The EP features such a strong, central musical identity, and a unique one at that. The way Ajikawo creates a consistent musical soundscape while refraining from being predictable makes her thrilling to listen to. The second track, “Fever,” combines the forward thinking instrumental flourishes of “Mood Swings” with funk mandelão, a type of Brazilian dance music. And she raps with dizzying speed on “Torch,” where she asks “wanna’ see some more?” in a hilarious, condescending tone.

While the first three tracks on the EP hit right away, the fourth track “SOS” takes a couple of listens. Compared to how immediately gripping every other track on the EP felt, it’s more repetitive – and yet it grows on the listener. There is love and patience put into the mixing and layering here. The constant thumping would serve this track well in a club setting, and when Little Simz’s vocals arrive at around the minute and a half mark, the echoey, ethereal effect gives her a sense of commanding grandeur.

Little Simz 'Drop 7' © Karolina Wielcoha
Little Simz ‘Drop 7’ © Karolina Wielcoha

Things really go full throttle with the next track, “I Ain’t Feelin It.” The track only clocks in at 1:47, but it conveys a considerable amount of emotional expression and creativity. Highlights include the spinning beat on this song, the rhyme cadence, and a performance that fluctuates between poised hunter and breathy desperation. We have never heard Little Simz sound the way she does on this track when she says:

… Well, well, well, well, well (brrt)
Know some people waitin’ on the day for me to fail
Never going back to bein’ broke, man, can’t you tell?
Talk behind my back and then they go into a shell (shell)
Shell (shell), shell (shell), shell when they see me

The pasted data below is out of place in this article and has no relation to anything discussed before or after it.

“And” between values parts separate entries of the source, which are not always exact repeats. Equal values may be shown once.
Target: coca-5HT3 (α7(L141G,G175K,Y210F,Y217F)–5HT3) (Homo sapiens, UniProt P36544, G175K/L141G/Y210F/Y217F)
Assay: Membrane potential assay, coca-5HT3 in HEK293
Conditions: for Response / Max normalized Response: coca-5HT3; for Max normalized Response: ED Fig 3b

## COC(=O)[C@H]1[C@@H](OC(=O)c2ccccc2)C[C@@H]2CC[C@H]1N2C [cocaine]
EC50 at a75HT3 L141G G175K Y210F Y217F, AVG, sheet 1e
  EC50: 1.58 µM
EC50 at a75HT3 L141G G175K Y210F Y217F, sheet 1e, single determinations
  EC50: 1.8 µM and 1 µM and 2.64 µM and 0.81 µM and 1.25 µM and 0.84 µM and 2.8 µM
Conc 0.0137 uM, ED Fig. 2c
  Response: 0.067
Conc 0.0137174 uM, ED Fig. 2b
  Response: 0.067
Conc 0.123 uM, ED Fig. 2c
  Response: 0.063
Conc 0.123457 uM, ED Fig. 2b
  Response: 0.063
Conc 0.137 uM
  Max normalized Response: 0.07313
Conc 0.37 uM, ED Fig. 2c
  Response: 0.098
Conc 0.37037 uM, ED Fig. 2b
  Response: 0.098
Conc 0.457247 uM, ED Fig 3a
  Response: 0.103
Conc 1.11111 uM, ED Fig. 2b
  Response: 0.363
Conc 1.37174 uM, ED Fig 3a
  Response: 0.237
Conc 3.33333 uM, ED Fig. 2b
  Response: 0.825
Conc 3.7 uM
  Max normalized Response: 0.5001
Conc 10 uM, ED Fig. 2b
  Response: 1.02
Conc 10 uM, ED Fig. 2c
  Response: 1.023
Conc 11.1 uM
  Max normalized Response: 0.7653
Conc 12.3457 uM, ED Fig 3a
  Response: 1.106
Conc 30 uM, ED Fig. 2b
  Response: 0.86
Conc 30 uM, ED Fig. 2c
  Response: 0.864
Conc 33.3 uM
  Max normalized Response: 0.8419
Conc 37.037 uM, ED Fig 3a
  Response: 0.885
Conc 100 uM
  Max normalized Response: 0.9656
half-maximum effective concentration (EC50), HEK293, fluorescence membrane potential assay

These lyrics and the way she delivers them are a combination of truly odd, and sneering, that it creates a really compelling effect.

Power” features the least amount of sonic flourishes and clocks in at under an hour, but Ajikawo carries it through her fantastic flow and a wry sense of humor, comparing an ex-boyfriend to “Judas” and rattling off comedic boasting.

Finally, the song “Far Away” truly lets her musical inspirations shine. The distant horns and wistful lyrics like “now my pillow calls your name” exemplifies the profound impact Nina Simone had on her, but this combines with a truly spacey instrumental that would feel at home on an early Daniel Caesar album. Of special note is the extremely subtle rising cello sound towards the last 30 seconds of the track. It adds a level of cinematic significance to the EP’s close.

Ajikawo’s NPR interview from almost a decade ago made it clear how driven, artistically curious and dynamic she was. Despite how every musical work she has dropped since has featured a new, distinct sonic landscape, her curiosity and ambition remain the same. When on the track “Power” she says, “If I said that I’m the greatest then I mean it,” I believe it.

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:: stream/purchase Drop 7 here ::
:: connect with Little Simz here ::

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Drop 7 - Little Simz